'The health authorities will repeat their mistakes if they fail to predict the situation again'
Experts fear a lack of accurate information may hinder the fight to contain Covid-19 and may potentially lead to a second wave of the novel coronavirus in Bangladesh.
The management Information System (MIS) unit of the Directorate General of Health Services (DGHS), said they have enough information to make necessary preparations, even though some information is missing.
Asked about the status of Covid 19 information preserved by the unit, MIS unit Senior System Analyst Sukhendu Shekhor Roy admitted they lack some data on Covid-19.
“Maintaining 100% data is impossible after the mistakes that have been made earlier,” he added.
However, MIS unit Director Dr Habibur Rahman denied any lackings in their data and said they have enough to make a roadmap for a possible second wave of Covid-19.
According to data from the DGHS and Institute of Epidemiology Disease Control and Research (IEDCR) revealed a week ago, they do not have data on more than 100,000 Covid-19 positive patients.
Current in-charge of DGHS control room Dr AB Md Shamsuzzaman said there are discrepancies between the data of IEDCR and DGHS.
“The Covid-19 Dashboard of DGHS includes a disclaimer that district wise cases may not equal the total number of confirmed cases,” he added.
Asked about the mismatch in the information, he said: “I don’t know how IEDCR is collecting data. Measures will be taken only using data from the MIS unit.”
Atiqul Haque, associate professor of the department of public health and informatics of Bangabandhu Sheikh Mujib Medical University (BSMMU), said proper preparation for a second wave can never be taken without an accurate forecast
“The health authorities will repeat their mistakes if they fail to predict the situation again. To avoid the same mistakes, what is most important is accurate data,” he added.
He also said differences between the data provided by the DGHS and data from hospitals is raising serious doubts about the accuracy of the information that has been collected.
“The information management of the DGHS could lead to serious jeopardy. One can realize this from hearing that the DGHS control room lost lots of data when one of its hard disks crashed,” the academic added.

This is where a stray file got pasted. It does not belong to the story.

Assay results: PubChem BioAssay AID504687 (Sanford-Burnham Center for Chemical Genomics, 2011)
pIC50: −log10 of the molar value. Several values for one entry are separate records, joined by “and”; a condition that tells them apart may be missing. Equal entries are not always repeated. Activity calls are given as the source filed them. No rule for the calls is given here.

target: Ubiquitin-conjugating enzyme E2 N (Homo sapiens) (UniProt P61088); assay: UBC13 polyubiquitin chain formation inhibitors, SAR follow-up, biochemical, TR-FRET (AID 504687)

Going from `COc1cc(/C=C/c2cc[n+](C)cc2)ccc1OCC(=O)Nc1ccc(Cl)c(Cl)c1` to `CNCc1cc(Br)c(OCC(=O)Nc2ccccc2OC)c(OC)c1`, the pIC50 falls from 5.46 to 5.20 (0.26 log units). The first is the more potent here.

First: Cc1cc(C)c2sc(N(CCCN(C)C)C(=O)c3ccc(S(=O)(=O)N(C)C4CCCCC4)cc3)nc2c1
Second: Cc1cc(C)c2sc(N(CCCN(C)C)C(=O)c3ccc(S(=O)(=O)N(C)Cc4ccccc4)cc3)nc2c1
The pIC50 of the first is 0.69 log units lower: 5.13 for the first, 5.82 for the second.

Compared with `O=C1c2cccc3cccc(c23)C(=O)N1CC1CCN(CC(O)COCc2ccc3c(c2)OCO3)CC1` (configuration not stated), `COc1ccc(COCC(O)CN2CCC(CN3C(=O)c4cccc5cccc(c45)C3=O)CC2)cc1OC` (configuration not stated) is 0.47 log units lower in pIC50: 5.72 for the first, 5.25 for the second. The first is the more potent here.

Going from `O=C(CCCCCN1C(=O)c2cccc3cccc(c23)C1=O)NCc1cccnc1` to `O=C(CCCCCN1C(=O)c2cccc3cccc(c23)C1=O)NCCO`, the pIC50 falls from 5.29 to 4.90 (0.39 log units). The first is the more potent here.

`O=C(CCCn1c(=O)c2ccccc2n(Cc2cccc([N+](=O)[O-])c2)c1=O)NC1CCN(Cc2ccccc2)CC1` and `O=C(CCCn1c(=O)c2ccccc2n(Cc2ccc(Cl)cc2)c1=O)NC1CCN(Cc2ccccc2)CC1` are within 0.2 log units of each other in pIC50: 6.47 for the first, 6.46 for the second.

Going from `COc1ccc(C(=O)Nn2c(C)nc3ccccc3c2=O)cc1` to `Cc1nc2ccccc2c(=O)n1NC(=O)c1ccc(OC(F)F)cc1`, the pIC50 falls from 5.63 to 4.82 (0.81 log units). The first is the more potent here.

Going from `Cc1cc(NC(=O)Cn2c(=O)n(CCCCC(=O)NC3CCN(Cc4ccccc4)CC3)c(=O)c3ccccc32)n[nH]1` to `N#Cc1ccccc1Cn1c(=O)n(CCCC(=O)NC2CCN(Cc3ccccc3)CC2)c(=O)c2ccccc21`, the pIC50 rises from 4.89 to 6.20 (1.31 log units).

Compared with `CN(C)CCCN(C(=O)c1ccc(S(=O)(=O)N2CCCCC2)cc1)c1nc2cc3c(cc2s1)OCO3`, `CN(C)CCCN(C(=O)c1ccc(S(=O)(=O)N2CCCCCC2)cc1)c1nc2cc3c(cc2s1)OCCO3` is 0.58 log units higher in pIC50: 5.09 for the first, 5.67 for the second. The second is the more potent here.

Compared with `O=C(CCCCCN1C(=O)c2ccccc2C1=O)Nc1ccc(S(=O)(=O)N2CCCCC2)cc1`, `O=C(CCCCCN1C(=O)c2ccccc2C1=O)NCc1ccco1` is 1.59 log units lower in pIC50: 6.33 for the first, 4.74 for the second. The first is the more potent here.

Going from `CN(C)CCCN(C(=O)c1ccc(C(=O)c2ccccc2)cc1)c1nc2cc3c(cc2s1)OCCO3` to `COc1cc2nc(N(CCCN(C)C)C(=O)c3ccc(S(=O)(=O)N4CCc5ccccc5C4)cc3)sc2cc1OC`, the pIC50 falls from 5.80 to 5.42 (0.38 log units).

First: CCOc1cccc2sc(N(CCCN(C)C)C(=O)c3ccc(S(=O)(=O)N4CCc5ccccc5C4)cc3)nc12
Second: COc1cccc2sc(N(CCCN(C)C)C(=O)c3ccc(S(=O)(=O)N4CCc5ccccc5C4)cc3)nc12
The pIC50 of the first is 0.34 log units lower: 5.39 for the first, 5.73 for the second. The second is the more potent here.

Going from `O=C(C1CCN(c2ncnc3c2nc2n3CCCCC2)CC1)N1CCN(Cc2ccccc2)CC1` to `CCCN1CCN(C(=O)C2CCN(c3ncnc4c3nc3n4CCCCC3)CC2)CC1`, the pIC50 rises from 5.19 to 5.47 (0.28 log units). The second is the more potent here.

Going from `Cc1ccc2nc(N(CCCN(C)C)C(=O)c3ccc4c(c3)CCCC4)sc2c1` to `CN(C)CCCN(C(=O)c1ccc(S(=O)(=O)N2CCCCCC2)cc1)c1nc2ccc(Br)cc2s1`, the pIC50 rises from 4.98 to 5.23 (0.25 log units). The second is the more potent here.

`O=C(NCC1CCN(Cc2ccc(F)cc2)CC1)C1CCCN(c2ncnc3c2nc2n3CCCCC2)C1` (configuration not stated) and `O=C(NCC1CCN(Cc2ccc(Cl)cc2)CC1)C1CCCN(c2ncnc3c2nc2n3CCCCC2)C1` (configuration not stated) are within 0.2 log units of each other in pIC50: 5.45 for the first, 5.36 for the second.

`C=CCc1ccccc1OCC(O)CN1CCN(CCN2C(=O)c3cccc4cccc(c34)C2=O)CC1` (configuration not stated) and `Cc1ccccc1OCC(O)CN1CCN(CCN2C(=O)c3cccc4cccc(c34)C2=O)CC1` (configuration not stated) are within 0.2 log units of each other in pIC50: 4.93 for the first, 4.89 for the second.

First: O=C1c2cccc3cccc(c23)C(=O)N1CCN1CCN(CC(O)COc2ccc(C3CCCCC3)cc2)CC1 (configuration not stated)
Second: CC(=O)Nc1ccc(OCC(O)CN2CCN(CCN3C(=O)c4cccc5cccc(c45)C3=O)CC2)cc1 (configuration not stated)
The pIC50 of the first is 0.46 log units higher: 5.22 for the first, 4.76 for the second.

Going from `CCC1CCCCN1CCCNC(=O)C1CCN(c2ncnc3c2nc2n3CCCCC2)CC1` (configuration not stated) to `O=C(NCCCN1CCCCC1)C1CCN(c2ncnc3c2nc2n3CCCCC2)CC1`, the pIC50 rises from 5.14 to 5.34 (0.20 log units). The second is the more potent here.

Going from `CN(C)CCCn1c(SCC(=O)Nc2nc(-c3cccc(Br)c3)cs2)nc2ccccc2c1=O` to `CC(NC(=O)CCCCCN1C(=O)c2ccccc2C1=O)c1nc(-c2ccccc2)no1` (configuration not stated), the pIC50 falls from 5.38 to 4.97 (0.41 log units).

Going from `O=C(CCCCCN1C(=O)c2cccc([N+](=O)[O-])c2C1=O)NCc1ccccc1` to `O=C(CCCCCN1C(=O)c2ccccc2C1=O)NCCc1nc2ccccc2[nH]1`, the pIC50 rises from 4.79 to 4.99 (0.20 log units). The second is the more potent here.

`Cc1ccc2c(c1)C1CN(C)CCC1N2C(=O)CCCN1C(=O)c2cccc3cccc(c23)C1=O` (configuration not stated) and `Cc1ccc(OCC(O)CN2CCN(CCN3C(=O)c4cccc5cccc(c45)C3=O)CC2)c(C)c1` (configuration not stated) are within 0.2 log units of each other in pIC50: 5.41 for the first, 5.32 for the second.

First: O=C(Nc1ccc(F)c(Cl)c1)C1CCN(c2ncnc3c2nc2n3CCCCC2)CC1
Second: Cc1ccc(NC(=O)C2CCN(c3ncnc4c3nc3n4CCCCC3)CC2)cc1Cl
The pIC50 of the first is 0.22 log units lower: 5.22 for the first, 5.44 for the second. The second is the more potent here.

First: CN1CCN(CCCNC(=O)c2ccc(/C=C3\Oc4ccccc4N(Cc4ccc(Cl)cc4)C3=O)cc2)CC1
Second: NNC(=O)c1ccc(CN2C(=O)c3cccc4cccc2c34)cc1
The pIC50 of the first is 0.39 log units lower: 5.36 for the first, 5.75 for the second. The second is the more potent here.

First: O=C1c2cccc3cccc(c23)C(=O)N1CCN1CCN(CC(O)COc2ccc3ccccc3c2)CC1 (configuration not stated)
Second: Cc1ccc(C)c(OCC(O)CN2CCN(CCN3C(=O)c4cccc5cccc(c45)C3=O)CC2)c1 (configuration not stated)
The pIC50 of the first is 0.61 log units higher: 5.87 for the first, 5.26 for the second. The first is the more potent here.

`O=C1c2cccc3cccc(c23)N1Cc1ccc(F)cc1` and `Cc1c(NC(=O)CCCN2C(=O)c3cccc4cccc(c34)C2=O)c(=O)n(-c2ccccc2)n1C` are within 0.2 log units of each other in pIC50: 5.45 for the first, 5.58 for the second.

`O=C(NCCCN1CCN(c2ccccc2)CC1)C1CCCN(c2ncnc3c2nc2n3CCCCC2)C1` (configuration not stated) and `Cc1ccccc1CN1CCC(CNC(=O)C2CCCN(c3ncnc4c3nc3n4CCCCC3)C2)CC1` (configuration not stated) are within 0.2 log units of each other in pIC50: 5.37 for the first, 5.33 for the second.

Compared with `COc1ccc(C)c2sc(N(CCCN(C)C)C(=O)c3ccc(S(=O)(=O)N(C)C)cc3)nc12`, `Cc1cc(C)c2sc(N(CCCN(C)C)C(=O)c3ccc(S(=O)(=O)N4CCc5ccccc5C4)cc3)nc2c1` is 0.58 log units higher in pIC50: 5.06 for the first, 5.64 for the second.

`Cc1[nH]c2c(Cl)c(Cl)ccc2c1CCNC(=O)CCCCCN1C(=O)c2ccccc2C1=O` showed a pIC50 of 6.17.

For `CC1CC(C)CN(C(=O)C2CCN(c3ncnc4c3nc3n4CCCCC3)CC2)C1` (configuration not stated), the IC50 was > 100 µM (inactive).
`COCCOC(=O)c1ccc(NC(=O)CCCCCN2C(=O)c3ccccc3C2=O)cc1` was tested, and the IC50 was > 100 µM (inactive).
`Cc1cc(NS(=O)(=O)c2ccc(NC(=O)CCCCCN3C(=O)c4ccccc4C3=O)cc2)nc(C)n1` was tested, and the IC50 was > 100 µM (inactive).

Information crucial to restoring trust
Prof Be-Nazir Ahmed, former director of the Institute of Epidemiology, Disease Control, and Research (IEDCR), last month told Dhaka Tribune that information is not only the key for predicting what is coming and what we have to do, but also to establish better management.
“Several corruption allegations have emerged, and mistrust has been created between patients and health care providers. If a well managed information system can be developed, some of these issues can be solved,” he said.
“For example, if data on required PPE for healthcare professionals could be maintained through a single database that is open to all the authorities of the connected facilities, it would help create trust between them and they would be more motivated in providing services,” Prof Be-Nazir explained.
An inter hospital network with open access for all could have been built and it would have prevented patients from having to go door-to-door and would help them trust healthcare facilities, he added.
Preparation impossible without roadmap
The National Technical Advisory Committee (NTAC) on Covid-19 has long recommended a strengthening of information systems and did so once again after a virtual meeting on Sunday night.
In a press release, NTAC emphasized preparing for a possible second wave of Covid-19 in the country and agreed to provide necessary assistance to DGHS to formulate a roadmap for the upcoming situation.
“Without accurate information, the preparation would never be suitable for the upcoming situation,” said Professor Nazrul Islam, former VC of BSMMU and member of NTAC.
“The positivity rate has already started increasing again in the last three days, from around 11% to 14%. It might be a coincidence or might be the start of the second phase, but it is impossible to say if the health authorities do not have proper data,” the eminent virologists added.
“We know what to do and how to tackle the situation in fighting the first phase. But without proper data, it would be impossible to implement the right measures for what may be coming,” he added.
The professor said the MIS unit is providing information on deaths, gender and age, but not on the length of time patients undergo treatment, where they are being treated, the behaviour of critical patients, and other such matters. If the information is provided in a timely manner, it would help find loopholes in clinical management.
Public Health and Informatics expert Atiqul Haque said doctors are the professionals worst affected by Covid-19, but there is no information on why they are getting infected so much.
“If we could find why they are getting infected so much, it could help ensure their safety,” he added.